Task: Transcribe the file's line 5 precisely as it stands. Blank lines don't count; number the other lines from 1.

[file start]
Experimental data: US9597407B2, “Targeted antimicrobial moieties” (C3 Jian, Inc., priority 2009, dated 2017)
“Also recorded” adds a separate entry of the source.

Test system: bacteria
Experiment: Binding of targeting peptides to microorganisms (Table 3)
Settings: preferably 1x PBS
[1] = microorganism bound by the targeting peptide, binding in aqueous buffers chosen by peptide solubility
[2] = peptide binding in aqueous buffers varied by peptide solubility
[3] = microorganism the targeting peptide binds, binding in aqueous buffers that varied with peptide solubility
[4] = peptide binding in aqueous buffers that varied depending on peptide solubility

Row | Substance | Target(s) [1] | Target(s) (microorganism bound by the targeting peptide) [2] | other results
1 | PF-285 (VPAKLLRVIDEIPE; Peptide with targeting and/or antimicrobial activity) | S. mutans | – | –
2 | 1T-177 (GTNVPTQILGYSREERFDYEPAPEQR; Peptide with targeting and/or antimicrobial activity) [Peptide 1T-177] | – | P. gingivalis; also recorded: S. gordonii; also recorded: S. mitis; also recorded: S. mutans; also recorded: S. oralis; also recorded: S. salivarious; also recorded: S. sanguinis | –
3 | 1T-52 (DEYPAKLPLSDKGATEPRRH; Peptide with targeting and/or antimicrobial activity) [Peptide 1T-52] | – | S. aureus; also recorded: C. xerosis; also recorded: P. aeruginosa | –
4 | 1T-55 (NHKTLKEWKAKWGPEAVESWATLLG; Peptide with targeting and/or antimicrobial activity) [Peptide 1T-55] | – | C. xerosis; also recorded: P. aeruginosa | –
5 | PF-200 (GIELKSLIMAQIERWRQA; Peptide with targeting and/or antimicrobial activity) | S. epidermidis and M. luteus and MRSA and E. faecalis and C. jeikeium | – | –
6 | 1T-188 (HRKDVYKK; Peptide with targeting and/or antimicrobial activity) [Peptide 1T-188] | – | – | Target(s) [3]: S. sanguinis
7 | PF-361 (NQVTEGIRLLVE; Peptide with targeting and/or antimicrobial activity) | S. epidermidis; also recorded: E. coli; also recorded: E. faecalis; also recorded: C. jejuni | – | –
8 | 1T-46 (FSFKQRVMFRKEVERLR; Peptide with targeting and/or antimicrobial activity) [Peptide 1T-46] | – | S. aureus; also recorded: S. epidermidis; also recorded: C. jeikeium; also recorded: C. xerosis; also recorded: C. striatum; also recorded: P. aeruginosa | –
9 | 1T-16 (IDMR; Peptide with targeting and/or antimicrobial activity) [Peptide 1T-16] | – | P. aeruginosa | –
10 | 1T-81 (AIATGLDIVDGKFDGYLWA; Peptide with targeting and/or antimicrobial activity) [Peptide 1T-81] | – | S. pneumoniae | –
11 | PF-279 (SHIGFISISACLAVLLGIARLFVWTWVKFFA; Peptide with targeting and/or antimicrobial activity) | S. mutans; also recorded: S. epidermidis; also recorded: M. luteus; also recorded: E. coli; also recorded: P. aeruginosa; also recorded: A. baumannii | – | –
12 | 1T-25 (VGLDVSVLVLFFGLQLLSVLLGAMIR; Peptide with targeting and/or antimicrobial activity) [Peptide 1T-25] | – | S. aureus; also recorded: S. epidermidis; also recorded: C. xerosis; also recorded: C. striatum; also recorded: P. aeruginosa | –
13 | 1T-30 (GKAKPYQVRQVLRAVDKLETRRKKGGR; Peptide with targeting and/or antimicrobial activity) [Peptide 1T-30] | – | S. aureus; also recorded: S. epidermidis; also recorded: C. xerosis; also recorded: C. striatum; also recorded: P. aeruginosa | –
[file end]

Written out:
Settings: preferably 1x PBS